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À 23 500 $, cette Porsche 911 Carrera 4 03 est-elle une leçon de valeur ?

Nice Price or No Dice 2003 Porsche 911 Carrera 4

Le vendeur d’aujourd’hui Bon prix ou pas de dés 911 prétend avoir acheté la voiture pour apprendre à ses enfants à conduire des bâtons. Pendant que nous envisageons ce peu de parentalité incroyable, considérons également si cette Porsche vaut son prix demandé maintenant que les enfants ont appris leur leçon.

Lorsque le docteur Frankenstein a décidé de “se faire un nouvel ami”, son objectif était de trouver un moyen de prolonger la vie, pas de donner naissance à une abomination. De même, le propriétaire du 1998 BMW M3 Dinan cabriolet nous avons considéré qu’hier avait entretenu et amélioré la voiture dans le but de prolonger sa durée de vie, tout en accumulant 187 000 milles substantiels sur les pièces de base de la voiture. Dans cet esprit, un prix de 23 000 $ était apparemment trop lourd à supporter, car le Bimmer a subi une perte massive de 95% sans dés.

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Il y a une grande différence entre le modding et le simple maintien. Le M3 d’hier était un excellent exemple du premier, alors que celui-ci 2003 Porsche 911 Carrera 4 ressemble beaucoup plus à ce dernier. La raison derrière tout cet entretien, à la fois préventif et actif, est très intrigante. Le vendeur affirme que tout cela faisait partie du processus d’apprentissage de leurs enfants à conduire un levier de vitesses.

Maintenant, avant que nous ne fassions tous des compliments au vendeur pour avoir éduqué leurs enfants sur une telle compétence en voie de disparition, considérons l’utilisation d’une voiture de sport décapotable à six vitesses à traction intégrale de 315 chevaux comme outil d’apprentissage. C’est comme un cours AP pour la leçon.

As noble a goal as teaching the fruit of one’s loins to capably operate a manual transmission might be, the seller offers an equally honorable gesture in wanting the car to be mechanically sound prior to its sale. To that end, the seller had a new clutch installed after school let out and the kids were done with their three-pedal curriculum. Other work on the car included a new multifunction stalk unit, a replacement IMS bearing, “all the plastic oil lines” (probably meaning the AOS hoses), and, according to the seller, “every important part you can think of.”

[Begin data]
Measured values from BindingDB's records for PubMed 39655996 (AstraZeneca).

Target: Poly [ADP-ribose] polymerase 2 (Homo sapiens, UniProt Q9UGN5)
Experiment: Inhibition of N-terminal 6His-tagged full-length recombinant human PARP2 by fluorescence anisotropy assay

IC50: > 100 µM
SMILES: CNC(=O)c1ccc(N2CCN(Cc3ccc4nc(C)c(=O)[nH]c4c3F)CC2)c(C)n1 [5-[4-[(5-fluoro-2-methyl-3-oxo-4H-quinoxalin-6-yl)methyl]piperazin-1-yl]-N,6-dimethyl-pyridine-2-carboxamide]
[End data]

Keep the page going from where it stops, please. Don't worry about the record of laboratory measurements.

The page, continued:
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Now the 142,000-mile 911 is said to be well sorted and, overall, aesthetically solid. What’s described as a revitalized interior features carbon fiber trim that’s a bit of an acquired taste, although that extends to the steering wheel which is an OEM bit. The leather does look decent and the car wears WeatherTech mats in the footwells to protect the carpet.

Above all that is a top that is claimed to work as it should (including all four windows) and to be weathertight.

Image for article titled At $23,500, Is This 2003 Porsche 911 Carrera 4 a Lesson in Value?

On the downside, the ad does note a cracked tail lamp lens and the availability of only one key. More concerning, though, is the admission that the door glass doesn’t drop when closing, with the seller explaining that the handle needs to be held up while shutting the door to prevent interference with the top seal. In an attempt to alleviate concern, the seller claims “Apparently this is normal for cars this old. I have the new door switch. It just needs to be installed.” The window-dropping mechanism is, in fact, controlled by two switches, one on the door handle and another in the door latch mechanism. Neither is terribly troublesome to replace, but the door latch is very expensive ($400-$500) and there are two of them. Clever monkeys might try reflowing the solder joints in the door latch switch for a cheap repair, but there’s no guarantee that will work in all cases.

Image for article titled At $23,500, Is This 2003 Porsche 911 Carrera 4 a Lesson in Value?

Okay, enough of being a Negative Nellie. Those minor (and possibly one major) annoyances aside, this does look to be a pretty solid 996 C4. The title is clear, the tires have only about 2,000 miles on them, and the car just recently passed its California smog test. Those are all big plusses. What might all those pluses and minuses reasonably add up to?

Well, in the case of this ad, that’s a $23,500 asking. As you might be aware, 911 prices are bonkers these days as everybody and their conjoined twin seemingly wants one. The 996 is the least-loved fruit of the 911 family tree, but it’s coming into its own as well. This is on the low end of 996 prices, but that’s a bit owed to the mileage.

Image for article titled At $23,500, Is This 2003 Porsche 911 Carrera 4 a Lesson in Value?

What do you think? Is this 911 Carrera 4 worth that $23,500 asking as it’s described in its ad? Or, does offering a price like that make this a teachable moment?

You decide!

San Francisco Bay Area, California, Craigslistou aller ici si l’annonce disparaît.

H/T à Don R. pour le branchement !

Aidez-moi avec NPOND. Frappez-moi à rob@jalopnik.com et envoyez-moi un pourboire à prix fixe. N’oubliez pas d’inclure votre poignée Kinja.

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